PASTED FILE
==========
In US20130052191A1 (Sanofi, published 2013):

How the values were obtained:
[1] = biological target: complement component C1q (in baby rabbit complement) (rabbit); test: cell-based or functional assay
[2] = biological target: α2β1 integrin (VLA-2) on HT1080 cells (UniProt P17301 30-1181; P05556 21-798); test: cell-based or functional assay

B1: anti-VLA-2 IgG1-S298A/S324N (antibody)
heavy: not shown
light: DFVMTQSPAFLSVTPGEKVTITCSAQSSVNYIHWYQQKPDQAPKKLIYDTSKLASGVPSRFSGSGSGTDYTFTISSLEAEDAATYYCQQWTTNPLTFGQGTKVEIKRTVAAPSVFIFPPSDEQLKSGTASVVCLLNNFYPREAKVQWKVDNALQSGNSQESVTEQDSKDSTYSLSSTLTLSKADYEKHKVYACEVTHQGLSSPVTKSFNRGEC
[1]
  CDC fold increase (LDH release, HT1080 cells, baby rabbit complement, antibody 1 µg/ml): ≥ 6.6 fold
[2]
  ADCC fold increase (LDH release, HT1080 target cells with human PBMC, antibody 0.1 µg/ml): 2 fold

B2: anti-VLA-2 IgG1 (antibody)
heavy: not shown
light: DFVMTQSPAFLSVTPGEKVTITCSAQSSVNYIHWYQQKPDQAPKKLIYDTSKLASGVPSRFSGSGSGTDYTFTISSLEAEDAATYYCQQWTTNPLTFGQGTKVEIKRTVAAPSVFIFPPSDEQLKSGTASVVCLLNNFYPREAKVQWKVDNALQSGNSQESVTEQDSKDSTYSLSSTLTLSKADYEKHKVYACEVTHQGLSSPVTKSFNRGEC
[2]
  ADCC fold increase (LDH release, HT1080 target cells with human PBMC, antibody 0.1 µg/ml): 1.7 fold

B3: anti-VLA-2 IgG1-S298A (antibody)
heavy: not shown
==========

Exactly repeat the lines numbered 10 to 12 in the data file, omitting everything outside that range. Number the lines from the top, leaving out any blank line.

[2]
  ADCC fold increase (LDH release, HT1080 target cells with human PBMC, antibody 0.1 µg/ml): 2 fold

B2: anti-VLA-2 IgG1 (antibody)